The entire peak of Mt. Kilimanjaro is covered in glaciers of ice that are 10,000 years old. This phenomenon is made possible by the cold air that is present at the mountain’s peak despite Tanzania’s tropical climate. Rising temperatures over the past century, however, have taken their toll on the ice fields, significantly diminishing the glaciers. The complete disappearance of the glacier is inevitable meaning that your time to witness this fascinating display is limited.
10. Istanbul, Turkey
Istanbul is Turkey’s cultural, historic and economic center. The city has opened its doors to 2.7 million refugees in the past several years. As a result, the population is shifting and new cultures are emerging. Now is one of the most exciting times to visit Turkey to witness the changes that are taking place in the country. On the other hand, with the political uncertainty, there may be some restrictions arising soon on travel as well as some changes taking place that could shift the country for good.
11. Great Barrier Reef, Australia
The Great Barrier Reef is the world’s largest living thing and the most diverse barrier reef system on earth. It is home to countless species of animals and plants and serves as a huge tourist destination. Rising ocean temperatures and CO2 emissions have already damaged more than 50 percent of the reef, causing harm to both coral and the wildlife that makes up one of the world’s greatest wonders. Both ecotourism and awareness are needed to preserve this natural treasure. So, make sure to travel here with those objectives in mind.
12. Venice, Italy
Venice consists of 118 small islands that all sit at sea level. Global warming is causing ocean levels to rise, which has already caused flash floods in the city. Not only that, but the salt water from the ocean is causing the historic buildings that are characteristic of Venice to deteriorate. Venice could be completely underwater within the next several years. Make sure you take some time to visit before it’s too late.
13. Napa Valley, California
Napa Valley is the main wine-growing region in Northern California due to its ideal conditions for producing grapes. The award-winning wines that are produced here are among some of the best in the nation. The valley itself is a countryside paradise with a breathtaking landscape, luxury lodging, and gourmet restaurants. Unfortunately, the delicate balance of minerals that make the soil ideal for grape production is in jeopardy due to extreme temperature changes. Thus, Napa Valley risks losing the attributes that make it so special.
14. Glacier National Park, Montana
Glaciers are highly responsive to climate changes, meaning they are the most impacted from the effects of global warming. Also, the deterioration has a ripple effect that echoes in ecosystems around the world. Glacier National Park is no exception and has faced degradation to the point that experts have predicted its disappearance within the next few years. Now would be the ideal time to visit this national treasure before the very things that gave its name disappear for good.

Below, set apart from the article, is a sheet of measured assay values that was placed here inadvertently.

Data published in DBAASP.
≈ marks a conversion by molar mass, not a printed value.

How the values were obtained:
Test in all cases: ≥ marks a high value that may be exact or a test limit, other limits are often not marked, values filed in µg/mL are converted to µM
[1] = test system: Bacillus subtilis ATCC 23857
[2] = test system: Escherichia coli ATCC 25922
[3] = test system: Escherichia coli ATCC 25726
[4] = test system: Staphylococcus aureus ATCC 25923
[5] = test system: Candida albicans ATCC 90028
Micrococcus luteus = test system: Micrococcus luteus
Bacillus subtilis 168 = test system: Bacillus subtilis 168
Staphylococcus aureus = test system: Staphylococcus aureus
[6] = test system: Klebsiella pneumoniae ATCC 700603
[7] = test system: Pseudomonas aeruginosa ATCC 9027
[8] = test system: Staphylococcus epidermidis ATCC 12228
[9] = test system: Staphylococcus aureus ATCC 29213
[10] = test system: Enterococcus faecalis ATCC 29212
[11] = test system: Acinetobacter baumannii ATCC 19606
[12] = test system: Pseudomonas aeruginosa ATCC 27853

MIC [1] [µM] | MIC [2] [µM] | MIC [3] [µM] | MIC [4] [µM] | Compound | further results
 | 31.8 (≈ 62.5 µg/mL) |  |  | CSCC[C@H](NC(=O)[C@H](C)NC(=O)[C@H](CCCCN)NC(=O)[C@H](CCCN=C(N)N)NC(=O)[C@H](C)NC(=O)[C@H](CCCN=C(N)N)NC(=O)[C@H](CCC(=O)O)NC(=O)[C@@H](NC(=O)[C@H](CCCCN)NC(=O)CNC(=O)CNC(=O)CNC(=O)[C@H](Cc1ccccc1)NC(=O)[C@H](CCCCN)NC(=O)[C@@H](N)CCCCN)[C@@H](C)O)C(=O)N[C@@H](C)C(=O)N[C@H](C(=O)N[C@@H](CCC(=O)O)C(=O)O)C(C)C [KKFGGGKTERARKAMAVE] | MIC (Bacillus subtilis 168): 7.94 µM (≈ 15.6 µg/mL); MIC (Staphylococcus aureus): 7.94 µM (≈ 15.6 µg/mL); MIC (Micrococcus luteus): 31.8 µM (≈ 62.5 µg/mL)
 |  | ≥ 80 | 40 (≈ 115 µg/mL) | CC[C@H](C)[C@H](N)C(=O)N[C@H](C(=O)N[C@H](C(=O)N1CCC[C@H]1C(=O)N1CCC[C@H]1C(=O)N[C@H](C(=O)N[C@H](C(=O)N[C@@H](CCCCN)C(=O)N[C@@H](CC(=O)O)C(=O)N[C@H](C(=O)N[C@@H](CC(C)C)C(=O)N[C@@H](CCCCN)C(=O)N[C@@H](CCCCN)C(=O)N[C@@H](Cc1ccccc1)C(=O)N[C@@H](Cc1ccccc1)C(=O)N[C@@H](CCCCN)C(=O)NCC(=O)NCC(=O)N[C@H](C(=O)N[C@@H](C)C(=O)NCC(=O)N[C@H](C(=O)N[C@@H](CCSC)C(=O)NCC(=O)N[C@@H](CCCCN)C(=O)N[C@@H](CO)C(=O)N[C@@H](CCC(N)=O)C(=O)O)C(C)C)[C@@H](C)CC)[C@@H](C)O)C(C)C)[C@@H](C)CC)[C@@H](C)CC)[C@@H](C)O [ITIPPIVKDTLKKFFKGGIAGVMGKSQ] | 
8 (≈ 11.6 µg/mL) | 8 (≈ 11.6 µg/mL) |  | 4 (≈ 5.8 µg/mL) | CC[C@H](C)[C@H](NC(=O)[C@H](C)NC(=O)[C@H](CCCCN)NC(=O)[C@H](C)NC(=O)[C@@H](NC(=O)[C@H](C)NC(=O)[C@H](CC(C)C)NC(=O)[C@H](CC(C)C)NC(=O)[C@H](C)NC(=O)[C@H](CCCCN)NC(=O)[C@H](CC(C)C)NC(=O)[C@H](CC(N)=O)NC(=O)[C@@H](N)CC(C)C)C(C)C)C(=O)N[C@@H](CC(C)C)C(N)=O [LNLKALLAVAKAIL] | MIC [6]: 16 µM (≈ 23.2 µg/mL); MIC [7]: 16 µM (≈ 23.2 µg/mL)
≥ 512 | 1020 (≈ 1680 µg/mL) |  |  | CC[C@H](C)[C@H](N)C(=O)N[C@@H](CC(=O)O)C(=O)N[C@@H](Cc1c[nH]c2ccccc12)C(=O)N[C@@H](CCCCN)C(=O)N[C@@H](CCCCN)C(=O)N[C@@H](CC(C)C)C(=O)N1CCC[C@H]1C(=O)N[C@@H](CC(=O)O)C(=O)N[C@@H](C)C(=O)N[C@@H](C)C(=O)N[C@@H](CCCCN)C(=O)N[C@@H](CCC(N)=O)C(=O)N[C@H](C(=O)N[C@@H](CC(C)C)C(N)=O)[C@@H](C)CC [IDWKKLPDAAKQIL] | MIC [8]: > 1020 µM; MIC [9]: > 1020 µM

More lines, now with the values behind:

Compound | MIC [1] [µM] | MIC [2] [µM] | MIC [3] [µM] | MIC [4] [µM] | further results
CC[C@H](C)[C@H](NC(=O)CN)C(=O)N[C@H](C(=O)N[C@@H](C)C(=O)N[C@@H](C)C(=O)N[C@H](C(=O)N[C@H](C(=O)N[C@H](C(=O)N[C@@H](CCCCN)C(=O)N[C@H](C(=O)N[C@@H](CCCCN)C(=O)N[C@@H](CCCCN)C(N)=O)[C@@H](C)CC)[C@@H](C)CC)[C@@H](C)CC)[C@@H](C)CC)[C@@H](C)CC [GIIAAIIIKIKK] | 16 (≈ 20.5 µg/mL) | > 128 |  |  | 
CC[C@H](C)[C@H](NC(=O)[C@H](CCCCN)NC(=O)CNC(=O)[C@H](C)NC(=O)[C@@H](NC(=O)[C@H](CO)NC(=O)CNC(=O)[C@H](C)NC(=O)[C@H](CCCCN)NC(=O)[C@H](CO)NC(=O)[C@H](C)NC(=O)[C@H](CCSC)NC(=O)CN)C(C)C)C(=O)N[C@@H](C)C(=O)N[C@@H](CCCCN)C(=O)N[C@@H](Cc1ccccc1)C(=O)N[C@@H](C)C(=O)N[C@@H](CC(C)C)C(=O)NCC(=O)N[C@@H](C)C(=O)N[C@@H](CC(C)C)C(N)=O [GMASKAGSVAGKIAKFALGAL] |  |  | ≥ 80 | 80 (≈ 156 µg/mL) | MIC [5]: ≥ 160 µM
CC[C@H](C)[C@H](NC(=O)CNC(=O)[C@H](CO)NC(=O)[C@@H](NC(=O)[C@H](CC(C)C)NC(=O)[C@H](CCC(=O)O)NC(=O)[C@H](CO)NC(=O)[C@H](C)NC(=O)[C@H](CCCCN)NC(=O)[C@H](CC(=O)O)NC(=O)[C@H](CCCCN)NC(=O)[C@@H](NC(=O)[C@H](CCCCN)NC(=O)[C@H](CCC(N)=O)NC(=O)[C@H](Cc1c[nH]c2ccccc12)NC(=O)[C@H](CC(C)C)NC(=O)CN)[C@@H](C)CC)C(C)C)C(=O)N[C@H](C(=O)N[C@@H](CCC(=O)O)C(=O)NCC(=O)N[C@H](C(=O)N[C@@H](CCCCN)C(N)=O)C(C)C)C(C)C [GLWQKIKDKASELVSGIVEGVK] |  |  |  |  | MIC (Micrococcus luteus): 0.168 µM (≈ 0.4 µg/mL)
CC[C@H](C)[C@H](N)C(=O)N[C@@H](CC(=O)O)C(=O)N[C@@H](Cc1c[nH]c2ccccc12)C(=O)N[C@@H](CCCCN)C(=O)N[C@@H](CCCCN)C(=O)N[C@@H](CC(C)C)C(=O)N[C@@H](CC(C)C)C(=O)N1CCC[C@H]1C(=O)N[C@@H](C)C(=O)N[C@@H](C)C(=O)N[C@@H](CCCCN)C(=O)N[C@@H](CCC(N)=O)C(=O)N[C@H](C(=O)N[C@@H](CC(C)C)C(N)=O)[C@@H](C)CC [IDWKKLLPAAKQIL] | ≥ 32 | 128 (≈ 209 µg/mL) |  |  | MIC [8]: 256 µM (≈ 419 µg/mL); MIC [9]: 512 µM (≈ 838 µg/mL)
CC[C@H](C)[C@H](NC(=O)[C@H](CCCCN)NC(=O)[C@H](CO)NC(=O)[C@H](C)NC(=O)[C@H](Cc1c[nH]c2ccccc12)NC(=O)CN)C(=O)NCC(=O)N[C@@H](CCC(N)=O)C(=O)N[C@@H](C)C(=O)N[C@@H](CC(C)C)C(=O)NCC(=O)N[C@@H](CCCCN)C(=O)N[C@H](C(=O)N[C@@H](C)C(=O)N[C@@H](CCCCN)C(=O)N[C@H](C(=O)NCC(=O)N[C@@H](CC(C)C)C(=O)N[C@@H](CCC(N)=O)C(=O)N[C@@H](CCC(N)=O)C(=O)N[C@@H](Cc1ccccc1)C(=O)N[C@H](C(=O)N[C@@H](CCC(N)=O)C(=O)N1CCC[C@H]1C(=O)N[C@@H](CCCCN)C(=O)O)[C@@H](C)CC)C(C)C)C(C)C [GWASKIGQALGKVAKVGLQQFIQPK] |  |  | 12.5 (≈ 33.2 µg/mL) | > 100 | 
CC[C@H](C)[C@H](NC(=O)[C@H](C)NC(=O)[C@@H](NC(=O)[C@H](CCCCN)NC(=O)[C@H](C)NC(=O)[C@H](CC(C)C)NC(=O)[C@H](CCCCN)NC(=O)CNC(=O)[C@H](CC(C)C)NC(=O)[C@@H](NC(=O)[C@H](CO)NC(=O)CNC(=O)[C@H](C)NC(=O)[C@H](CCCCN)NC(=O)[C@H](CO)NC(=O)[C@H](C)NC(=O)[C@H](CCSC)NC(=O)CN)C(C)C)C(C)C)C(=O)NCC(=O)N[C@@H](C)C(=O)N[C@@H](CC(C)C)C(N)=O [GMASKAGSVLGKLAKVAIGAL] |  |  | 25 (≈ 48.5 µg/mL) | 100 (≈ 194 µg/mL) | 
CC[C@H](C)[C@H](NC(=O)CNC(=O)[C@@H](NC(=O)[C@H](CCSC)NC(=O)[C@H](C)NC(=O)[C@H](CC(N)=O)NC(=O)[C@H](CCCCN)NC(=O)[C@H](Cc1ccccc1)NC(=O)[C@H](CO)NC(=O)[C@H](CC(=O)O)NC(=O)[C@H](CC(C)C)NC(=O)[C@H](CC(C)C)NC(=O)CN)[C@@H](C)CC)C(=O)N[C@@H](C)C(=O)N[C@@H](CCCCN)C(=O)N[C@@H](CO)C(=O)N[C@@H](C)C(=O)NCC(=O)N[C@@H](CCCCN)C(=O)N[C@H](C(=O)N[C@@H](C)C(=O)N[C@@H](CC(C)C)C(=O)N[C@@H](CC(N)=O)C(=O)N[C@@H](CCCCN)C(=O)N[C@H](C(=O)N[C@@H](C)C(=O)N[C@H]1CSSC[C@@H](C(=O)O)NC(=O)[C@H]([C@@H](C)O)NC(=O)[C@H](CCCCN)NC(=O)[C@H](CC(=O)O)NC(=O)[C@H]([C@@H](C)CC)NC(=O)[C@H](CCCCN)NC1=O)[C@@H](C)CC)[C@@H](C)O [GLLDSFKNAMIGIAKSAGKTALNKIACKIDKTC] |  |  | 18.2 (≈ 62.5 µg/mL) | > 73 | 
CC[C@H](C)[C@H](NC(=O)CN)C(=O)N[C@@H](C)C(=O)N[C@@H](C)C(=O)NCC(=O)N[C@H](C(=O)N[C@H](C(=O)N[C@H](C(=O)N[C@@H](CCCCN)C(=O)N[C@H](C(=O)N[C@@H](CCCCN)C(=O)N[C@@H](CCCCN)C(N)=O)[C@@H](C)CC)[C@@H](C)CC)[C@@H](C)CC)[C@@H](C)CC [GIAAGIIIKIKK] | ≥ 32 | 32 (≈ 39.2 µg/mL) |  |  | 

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15. Peruvian Amazon
The Amazon is home to one-tenth of the world’s known species and also 140 billion metric tons of carbon dioxide, which helps to keep the global climate in check. This biodiverse region is endangered as a result of deforestation and climate change. In fact, it is estimated that 1.4 billion acres of rainforest could be gone very soon, leaving the world’s climate largely unmoderated.
16. Havana, Cuba
Travel to Cuba has recently opened up for US citizens, giving you every reason to hop on a plane as soon as humanly possible. The best thing about Cuba is that it has retained much of it pre-colonial charm, a quality that is likely to change with the influx of tourism. Not to mention Cuban tourism was a privilege granted due to positive international relations and is one that could be revoked depending on the political climate.
17. The Tropical Andes
This densely populated mountain range that stretches through South America carries one-sixth of all the plant life on earth. The biodiversity in the Tropical Andes is the main draw to this area, as are the resources. Deforestation and oil drilling are causing damage to this region and could mean harm to the populations that call the Andes home. Travelers should work in opposition of this impact in order to preserve this tropical paradise.
AllTheRooms encourages you to travel safe and smart. Check resources to see how you can help, not hurt, these endangered regions so that we can all continue to travel and explore this world that we love.